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A Memorial Day Tribute

A Memorial Day Tribute

Why I Give to Moody
  • Linda Piepenbrink
  • June 9, 2021

Seventy-five years ago, alumnus Ronald Gray ’40–’42 was killed in action in World War II. His twin brother, Donald, died in January after a fall, at 102 years old. But both will be remembered because of Donald’s special act in the last year of his life—he created a Moody scholarship to honor Ronald’s life and legacy of gospel ministry.

Donald lived in his own home in Canton, Ohio, with regular visits from his caregiver, Juanita, who knew him best. “This scholarship has been something he really wanted to do for his brother, to remember him,” she said.

“It seemed like a good thing to do,” Donald said in an interview with Moody Alumni & Friends last September 2020.

Donald had served as an officer in the Pacific theater but was in New Jersey when he received the news about his brother’s death in the Philippines. “That was the worst day of my life,” he said.

Ronald’s story is part of American history. After the devastating Battle of Bataan in 1942, General Douglas MacArthur had issued his famous promise: “I shall return.” He did return in January 1945, with 175,000 soldiers who stormed Luzon. The casualties were staggering—10,000 American service members lost their lives, as did 200,000 Japanese soldiers and 150,000 Filipino citizens.

Then, on the morning of May 18, 1945, when his unit was searching for a missing comrade, Ronald was mortally wounded from a Japanese gunshot wound. He died and was laid to rest in Luzon’s Military Cemetery No. 1.

“Ronald was always one of the most outstanding soldiers in his company,” wrote Alan J. Kennedy, the “K” Company captain who sent a sympathy note to his mother. “He was well-liked and admired by every officer and enlisted man, and we all feel deeply the loss of such a true friend and comrade. Words can never truly express the value of the service he has done for us, and we will never forget the example of courage and devotion to duty that he set for our emulation.” Mrs. Gray forwarded the tribute to Moody, where it was published in the student paper.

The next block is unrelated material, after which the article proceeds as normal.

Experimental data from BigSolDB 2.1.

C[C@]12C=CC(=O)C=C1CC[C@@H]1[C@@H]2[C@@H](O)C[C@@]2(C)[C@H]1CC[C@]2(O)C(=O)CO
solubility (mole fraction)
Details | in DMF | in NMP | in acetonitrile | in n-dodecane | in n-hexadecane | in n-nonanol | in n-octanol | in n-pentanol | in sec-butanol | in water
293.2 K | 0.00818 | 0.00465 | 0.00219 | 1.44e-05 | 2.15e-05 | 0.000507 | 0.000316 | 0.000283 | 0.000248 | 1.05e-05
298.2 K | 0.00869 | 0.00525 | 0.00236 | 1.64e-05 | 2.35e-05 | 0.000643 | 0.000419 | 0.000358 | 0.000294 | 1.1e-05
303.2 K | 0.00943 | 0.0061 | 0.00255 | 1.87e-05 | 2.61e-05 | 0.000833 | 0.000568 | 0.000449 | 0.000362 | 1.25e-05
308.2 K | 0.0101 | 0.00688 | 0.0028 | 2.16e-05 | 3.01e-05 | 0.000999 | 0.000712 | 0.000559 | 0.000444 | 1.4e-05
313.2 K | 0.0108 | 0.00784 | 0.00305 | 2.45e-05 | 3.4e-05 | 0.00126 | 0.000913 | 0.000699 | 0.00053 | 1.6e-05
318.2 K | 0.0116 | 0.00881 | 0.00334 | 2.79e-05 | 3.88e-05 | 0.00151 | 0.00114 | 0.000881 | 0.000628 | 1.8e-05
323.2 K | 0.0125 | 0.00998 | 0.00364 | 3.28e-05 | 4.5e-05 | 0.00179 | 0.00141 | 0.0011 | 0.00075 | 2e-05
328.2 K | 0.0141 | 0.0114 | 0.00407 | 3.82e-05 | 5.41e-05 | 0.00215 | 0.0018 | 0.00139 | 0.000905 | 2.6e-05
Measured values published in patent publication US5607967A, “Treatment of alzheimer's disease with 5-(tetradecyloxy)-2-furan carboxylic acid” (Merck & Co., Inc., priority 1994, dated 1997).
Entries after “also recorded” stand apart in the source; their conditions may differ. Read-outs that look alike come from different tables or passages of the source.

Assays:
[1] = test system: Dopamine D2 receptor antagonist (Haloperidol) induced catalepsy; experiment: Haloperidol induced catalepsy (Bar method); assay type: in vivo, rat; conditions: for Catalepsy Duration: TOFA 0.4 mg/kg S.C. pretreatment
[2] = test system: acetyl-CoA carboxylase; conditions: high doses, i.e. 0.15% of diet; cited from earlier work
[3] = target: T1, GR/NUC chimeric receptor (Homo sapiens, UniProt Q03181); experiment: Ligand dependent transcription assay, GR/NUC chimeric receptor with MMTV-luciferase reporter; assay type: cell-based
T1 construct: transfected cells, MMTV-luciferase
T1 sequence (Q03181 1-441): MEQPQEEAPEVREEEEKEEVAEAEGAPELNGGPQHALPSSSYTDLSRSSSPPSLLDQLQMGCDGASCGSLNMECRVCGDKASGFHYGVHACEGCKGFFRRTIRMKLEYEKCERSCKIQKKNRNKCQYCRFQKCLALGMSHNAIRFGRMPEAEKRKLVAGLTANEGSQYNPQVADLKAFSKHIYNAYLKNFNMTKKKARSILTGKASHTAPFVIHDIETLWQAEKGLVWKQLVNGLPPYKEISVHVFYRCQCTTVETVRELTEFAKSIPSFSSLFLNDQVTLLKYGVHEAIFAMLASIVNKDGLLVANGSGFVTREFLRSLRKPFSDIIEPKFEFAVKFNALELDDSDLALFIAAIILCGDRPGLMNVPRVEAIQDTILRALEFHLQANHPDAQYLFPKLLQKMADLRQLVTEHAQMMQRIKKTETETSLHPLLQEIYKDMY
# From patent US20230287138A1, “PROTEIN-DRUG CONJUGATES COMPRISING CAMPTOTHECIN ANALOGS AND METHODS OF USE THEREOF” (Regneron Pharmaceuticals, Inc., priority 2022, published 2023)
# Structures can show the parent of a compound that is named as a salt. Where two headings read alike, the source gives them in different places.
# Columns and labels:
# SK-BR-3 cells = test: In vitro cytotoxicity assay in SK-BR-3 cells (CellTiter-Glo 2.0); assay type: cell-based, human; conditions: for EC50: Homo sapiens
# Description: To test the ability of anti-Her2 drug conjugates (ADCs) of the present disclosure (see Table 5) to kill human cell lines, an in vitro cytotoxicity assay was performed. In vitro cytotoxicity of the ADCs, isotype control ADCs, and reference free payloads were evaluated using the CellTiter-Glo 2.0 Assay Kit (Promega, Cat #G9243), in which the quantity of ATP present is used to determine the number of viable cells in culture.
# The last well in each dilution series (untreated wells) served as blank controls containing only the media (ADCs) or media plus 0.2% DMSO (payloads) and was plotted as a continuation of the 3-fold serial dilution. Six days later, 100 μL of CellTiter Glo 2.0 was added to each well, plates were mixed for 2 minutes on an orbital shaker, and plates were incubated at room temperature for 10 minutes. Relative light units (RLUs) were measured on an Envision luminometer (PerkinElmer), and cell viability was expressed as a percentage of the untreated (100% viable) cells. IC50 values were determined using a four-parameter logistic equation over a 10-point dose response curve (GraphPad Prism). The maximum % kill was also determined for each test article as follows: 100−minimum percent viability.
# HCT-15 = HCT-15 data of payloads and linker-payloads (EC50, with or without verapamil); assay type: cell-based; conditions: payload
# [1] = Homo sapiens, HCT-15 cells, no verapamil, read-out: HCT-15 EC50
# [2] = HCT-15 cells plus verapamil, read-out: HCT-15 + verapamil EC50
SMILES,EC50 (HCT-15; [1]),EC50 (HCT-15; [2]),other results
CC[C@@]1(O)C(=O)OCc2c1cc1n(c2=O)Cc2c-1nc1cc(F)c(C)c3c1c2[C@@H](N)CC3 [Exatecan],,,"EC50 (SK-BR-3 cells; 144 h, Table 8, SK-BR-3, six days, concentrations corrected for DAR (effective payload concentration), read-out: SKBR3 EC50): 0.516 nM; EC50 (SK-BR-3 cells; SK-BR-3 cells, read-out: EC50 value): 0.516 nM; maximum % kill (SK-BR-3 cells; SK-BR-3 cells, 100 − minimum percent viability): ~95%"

Ronald and Donald were born in 1918 and, like most twins, they were close—“We did everything together,” Donald said.

After high school in 1936, they worked in local steel mills for two years, then studied for a year in Ohio State’s electrical engineering program. But Ronald felt the call of God to become a minister and transferred to Moody Bible Institute in 1940.

While at Moody, Ronald served as a Sunday school teacher and visited the sick in a nearby hospital. With World War II in full swing, his brother Donald graduated and served as an officer in the South Pacific. In 1942, Ronald made the difficult decision to leave Moody and join the war effort.

While at infantry training in Camp Fannin, Texas, he enjoyed assisting the Army chaplain during religious services. Ronald went on to serve overseas with the 130th Infantry of the 33rd Division in New Guinea, Morotai, and the Philippines.

In his final letter to his mom, Ronald wrote: “It’s cold here.… At night two blankets are not enough. A wool sweater helps too. Now don’t go sending me more scarves. The more things I have, the more I have to carry around! The rainy season has begun also. I feel pretty good about coming through the last three months and not getting hurt, as I wrote to Carol [his girlfriend]. God has been good to me. Maybe after another year overseas, I can go be back home.”

Two days later he was dead, and by August the war was over.

After the war, Donald married and worked as an aerospace engineer. His wife, Nellie, passed away in 2008.

Recently Donald transferred a gift of stock to Moody to fund the Ronald Harrison Gray Memorial Grant. The scholarship gives financial assistance to qualified undergraduate and graduate students who “exhibit a strong desire to build community and who model excellent interpersonal skills”—much like his brother did.

“Ron did not get to experience his dream, although I’m sure he was ministering to every soldier he met,” Juanita said. “But becoming a pastor was very important to Ron, so I would love to see pastors come out of this scholarship. Pastoring might end up being on the battlefield or wherever. But I’m just counting on it making a difference.”

Donations may be made to the Ronald Harrison Gray Scholarship at Moody Bible Institute.

About the Author

  • Linda Piepenbrink